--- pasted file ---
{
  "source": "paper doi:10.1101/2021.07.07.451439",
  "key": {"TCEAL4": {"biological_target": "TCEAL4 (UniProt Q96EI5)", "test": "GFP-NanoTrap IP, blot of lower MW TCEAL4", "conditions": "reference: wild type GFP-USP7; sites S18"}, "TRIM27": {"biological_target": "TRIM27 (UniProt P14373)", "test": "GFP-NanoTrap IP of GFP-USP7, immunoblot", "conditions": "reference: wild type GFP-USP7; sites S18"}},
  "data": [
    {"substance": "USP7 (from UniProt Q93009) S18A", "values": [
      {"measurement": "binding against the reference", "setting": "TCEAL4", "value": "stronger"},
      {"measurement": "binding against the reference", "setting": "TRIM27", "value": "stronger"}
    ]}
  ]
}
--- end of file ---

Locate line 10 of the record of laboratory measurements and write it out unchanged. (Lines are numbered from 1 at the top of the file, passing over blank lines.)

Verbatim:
}